Jays' Halladay all but gone in Toronto
Let the Roy Halladay sweepstakes begin.
"We have to see what's out there," Blue Jays general manager J.P. Ricciardi says. "I'm not saying we're going to shop him. But if something makes sense, we at least have to listen. We're (leaning) more toward listening than we've ever been."
Ricciardi first made similar comments to CBS Sportsline, prompting immediate skepticism from one rival executive, who speculated that Halladay was either hurt or that the Jays were being forced to dump the pitcher's salary.
Actually, the Jays' motives are far less sinister.
They're falling out of contention. They probably cannot afford to keep Halladay when they owe outfielders Vernon Wells and Alex Rios approximately $160 million combined from 2010 to '14. And they know that Halladay would prefer to pitch for a winner anyway when he becomes a free agent after next season.
Oh, and one other thing: The trade market is barren of quality starting pitchers, much less one who is a true difference-maker, one of the top five starters in the game.
The Jays' goal is obvious: To make the same type of deal that the Indians did when they traded right-hander Bartolo Colon in 2002, acquiring outfielder Grady Sizemore, left-hander Cliff Lee and second baseman Brandon Phillips.
Money is tighter now. Prospects are considered gold. But this is not three months of CC Sabathia we're talking about. This is Halladay for the rest of the season and all of 2010, at salaries of $14.25 million (pro-rated) and $15.75 million.
Of course, it is not quite that simple: Halladay, 32, has a full no-trade clause, giving him the right to pick his next team. He also would have the right to demand a trade at the end of the season if he is moved in the middle of a multi-year contract — a right that players rarely invoke.
He twice took less money to stay with the Jays, and would not necessarily require a contract extension to approve a deal. His geographic preferences, if any, are not known. Playing for a perennial contender probably matters to him most.
Ricciardi says the Jays will not trade Halladay if they do not receive the right offer, knowing that the team's best chance of competing next season is with the pitcher at the top of the rotation.
Once this process starts, it's almost impossible to stop. Rest assured, the Jays are assembling prospect lists and preparing to assign their scouts to investigate rival farm systems. Halladay is a goner. It's just a matter of when and where.
Here's an early handicap of the Halladay sweepstakes. Warning! While I'm basing this list on some initial conversations with major-league executives, it is largely speculative. To my knowledge, none of the names mentioned below have even been discussed yet.
The Yankees invested a combined $243.5 million on Sabathia and A.J. Burnett last offseason, and Halladay might be better than both of them. Right-hander Phil Hughes could top the team's package, and one GM who recently examined the Yankees' system says, "There are more intriguing guys down low than I anticipated."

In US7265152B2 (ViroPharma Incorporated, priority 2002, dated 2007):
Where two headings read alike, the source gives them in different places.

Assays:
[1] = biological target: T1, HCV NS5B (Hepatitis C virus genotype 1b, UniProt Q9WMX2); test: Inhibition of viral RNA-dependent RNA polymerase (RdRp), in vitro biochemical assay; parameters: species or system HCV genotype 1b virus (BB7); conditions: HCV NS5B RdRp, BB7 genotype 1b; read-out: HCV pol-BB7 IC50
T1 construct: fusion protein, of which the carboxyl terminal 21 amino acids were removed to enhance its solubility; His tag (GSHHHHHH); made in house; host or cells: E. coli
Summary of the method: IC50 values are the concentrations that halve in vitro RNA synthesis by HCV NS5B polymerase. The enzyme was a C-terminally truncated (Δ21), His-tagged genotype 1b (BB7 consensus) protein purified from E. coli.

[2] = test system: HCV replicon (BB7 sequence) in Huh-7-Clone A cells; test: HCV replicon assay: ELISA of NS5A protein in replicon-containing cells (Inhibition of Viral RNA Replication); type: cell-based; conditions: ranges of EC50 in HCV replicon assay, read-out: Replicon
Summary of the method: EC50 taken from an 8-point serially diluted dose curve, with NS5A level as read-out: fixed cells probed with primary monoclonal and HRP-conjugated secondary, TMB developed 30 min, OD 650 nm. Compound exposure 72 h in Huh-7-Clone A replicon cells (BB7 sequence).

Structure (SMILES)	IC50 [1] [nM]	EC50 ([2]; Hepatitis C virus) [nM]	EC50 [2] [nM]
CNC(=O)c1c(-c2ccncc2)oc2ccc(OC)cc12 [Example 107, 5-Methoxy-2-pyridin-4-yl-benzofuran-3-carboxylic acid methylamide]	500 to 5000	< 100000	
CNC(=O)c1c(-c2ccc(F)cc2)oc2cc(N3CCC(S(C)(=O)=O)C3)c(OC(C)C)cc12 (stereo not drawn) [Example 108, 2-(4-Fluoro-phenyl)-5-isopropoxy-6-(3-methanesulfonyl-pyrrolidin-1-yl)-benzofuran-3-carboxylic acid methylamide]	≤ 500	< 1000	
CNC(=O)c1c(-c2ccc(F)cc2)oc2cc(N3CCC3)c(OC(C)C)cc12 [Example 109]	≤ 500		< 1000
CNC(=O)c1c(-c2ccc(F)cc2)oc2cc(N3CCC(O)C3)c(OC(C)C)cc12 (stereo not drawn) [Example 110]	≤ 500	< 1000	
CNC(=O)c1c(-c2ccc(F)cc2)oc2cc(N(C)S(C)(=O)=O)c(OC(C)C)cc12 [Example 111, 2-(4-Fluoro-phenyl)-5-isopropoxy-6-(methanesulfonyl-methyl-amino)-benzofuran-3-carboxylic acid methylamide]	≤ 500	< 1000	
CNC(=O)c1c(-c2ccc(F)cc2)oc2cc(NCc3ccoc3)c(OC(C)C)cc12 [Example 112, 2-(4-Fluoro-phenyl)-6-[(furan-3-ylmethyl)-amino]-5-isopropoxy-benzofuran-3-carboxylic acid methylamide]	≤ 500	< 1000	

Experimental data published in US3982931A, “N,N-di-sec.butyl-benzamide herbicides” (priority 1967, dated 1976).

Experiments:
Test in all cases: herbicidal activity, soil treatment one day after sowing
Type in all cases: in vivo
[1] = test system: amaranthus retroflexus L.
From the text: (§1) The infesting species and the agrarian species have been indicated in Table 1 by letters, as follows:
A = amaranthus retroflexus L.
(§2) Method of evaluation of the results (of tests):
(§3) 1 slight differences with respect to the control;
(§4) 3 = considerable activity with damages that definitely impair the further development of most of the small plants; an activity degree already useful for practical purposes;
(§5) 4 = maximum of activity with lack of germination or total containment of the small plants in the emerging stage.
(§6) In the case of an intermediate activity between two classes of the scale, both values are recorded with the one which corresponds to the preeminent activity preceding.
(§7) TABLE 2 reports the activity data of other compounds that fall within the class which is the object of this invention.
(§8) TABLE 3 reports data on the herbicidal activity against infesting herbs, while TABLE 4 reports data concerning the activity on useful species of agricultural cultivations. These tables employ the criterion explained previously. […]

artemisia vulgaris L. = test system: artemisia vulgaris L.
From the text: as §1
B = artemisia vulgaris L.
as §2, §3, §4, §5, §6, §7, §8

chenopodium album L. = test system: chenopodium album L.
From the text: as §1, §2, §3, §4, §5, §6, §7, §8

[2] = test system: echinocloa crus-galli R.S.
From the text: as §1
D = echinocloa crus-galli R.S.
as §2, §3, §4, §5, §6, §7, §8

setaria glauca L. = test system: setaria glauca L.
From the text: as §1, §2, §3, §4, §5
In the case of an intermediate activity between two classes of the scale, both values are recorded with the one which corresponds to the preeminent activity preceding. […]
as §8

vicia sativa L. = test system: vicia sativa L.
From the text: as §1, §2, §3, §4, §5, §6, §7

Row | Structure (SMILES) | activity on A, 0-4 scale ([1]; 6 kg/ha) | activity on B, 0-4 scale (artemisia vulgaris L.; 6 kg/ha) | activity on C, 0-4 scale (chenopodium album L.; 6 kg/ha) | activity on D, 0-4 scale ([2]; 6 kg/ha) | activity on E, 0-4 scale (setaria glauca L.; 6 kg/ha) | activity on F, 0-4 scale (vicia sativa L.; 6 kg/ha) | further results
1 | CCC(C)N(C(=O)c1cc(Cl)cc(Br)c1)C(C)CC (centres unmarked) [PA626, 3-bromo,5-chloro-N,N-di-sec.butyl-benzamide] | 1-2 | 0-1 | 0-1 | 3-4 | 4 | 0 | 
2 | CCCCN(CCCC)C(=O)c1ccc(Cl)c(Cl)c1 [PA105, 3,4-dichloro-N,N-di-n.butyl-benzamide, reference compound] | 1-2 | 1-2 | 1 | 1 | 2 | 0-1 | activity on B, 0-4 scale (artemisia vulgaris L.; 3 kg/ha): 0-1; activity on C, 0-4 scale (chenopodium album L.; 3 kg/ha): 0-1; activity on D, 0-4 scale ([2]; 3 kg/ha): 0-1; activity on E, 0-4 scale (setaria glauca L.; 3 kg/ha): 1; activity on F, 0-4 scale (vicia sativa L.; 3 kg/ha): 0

Among them: Catchers Jesus Montero, 19 and Austin Romine, 20.
Then again, the Red Sox could determine that their greater need is a hitter, and Indians catcher Victor Martinez still looms as an ideal option. The Indians would want Buchholz plus other prospects, but their price for Martinez would not be as steep as the Jays' price for Halladay.
Martinez, under club control through 2010, could play first base if the Red Sox needed Kevin Youkilis at third to replace Mike Lowell. He also could catch if Jason Varitek dropped off in the second half and spell David Ortiz at DH.
The Phillies' farm system has improved significantly. At least one of their supposedly untouchables (outfielder Dominic Brown, right-hander Kyle Drabek, et al) presumably would be in play for Halladay.
The greater issue for the Phils would be taking on Halladay's salary when their payroll already is more than $130 million.
Williams' offer for Peavy, centered around left-handers Aaron Poreda and Clayton Richard, probably would not be enough. But if the White Sox were willing to move superstar-in-waiting Gordon Beckham, look out.
Still, it's difficult to imagine the Dodgers constructing an attractive enough package unless they included right-hander Chad Billingsley or lefty Clayton Kershaw, both of whom are part of their current rotation.
Problem is, the Rangers' payroll flexibility is extremely limited because of the financial troubles of owner Tom Hicks. And pitchers do not waive no-trade clauses to work at the hitter-friendly Ballpark at Arlington.
Still, the Cubs could not satisfy the Padres even after they tried to involve a third club, and their best chip — third baseman Josh Vitters — is still at Class A.
But while the Angels are deep in catchers and middle infielders, they probably lack the sure-fire premium pieces that the Jays would require for Halladay.
Melvin might have made an exception for Halladay if he had not traded for Sabathia last summer. But it would be reckless of a mid-revenue team to part with so many prospects in back-to-back years.
To get Halladay, the Mets would need to empty their farm system of their top remaining prospects — outfielder Fernando Martinez, shortstop Wilmer Flores, right-hander Brad Holt.
Not a bright idea.
Plenty of young talent remains, and the Jays surely would perk up if the Braves were willing to move right-hander Tommy Hanson or outfielder Jason Heyward.